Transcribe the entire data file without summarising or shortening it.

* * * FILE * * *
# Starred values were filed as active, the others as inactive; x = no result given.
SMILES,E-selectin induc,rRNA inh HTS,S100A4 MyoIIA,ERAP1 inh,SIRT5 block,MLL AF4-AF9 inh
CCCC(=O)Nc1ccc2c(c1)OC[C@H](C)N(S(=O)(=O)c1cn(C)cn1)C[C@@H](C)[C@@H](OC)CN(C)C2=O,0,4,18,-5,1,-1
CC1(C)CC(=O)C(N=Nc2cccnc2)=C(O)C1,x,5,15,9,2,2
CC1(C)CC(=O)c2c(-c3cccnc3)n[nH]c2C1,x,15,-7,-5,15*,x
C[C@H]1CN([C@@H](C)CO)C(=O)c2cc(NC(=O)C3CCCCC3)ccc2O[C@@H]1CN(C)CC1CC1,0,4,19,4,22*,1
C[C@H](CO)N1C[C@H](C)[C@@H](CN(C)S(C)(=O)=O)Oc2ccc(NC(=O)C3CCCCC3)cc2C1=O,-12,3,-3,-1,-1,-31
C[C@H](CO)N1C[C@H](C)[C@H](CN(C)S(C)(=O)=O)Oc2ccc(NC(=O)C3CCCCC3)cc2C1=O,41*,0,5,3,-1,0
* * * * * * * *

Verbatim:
# Starred values were filed as active, the others as inactive; x = no result given.
SMILES,E-selectin induc,rRNA inh HTS,S100A4 MyoIIA,ERAP1 inh,SIRT5 block,MLL AF4-AF9 inh
CCCC(=O)Nc1ccc2c(c1)OC[C@H](C)N(S(=O)(=O)c1cn(C)cn1)C[C@@H](C)[C@@H](OC)CN(C)C2=O,0,4,18,-5,1,-1
CC1(C)CC(=O)C(N=Nc2cccnc2)=C(O)C1,x,5,15,9,2,2
CC1(C)CC(=O)c2c(-c3cccnc3)n[nH]c2C1,x,15,-7,-5,15*,x
C[C@H]1CN([C@@H](C)CO)C(=O)c2cc(NC(=O)C3CCCCC3)ccc2O[C@@H]1CN(C)CC1CC1,0,4,19,4,22*,1
C[C@H](CO)N1C[C@H](C)[C@@H](CN(C)S(C)(=O)=O)Oc2ccc(NC(=O)C3CCCCC3)cc2C1=O,-12,3,-3,-1,-1,-31
C[C@H](CO)N1C[C@H](C)[C@H](CN(C)S(C)(=O)=O)Oc2ccc(NC(=O)C3CCCCC3)cc2C1=O,41*,0,5,3,-1,0